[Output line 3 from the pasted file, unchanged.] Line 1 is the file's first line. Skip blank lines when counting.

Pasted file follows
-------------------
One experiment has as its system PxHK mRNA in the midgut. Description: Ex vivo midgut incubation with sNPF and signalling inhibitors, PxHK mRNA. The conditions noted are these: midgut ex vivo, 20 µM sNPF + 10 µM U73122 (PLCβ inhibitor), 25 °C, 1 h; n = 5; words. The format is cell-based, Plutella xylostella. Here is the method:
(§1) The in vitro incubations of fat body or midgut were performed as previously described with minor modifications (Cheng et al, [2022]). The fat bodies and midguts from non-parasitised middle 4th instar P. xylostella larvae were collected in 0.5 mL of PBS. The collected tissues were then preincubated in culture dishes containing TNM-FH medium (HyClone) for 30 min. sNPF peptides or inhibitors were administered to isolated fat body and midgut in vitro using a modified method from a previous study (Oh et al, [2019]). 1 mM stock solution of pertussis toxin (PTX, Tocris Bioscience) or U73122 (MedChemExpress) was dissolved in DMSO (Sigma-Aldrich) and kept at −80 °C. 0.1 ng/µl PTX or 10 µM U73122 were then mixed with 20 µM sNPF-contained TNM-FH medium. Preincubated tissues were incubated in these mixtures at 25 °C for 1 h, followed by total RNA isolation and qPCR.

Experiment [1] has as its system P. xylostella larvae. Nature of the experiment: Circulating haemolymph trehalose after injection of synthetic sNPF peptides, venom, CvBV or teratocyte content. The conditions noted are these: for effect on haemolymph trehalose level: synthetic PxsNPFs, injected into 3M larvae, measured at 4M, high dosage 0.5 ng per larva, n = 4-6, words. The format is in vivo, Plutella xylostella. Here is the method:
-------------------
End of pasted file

Experiment [1] has as its system P. xylostella larvae. Nature of the experiment: Circulating haemolymph trehalose after injection of synthetic sNPF peptides, venom, CvBV or teratocyte content. The conditions noted are these: for effect on haemolymph trehalose level: synthetic PxsNPFs, injected into 3M larvae, measured at 4M, high dosage 0.5 ng per larva, n = 4-6, words. The format is in vivo, Plutella xylostella. Here is the method: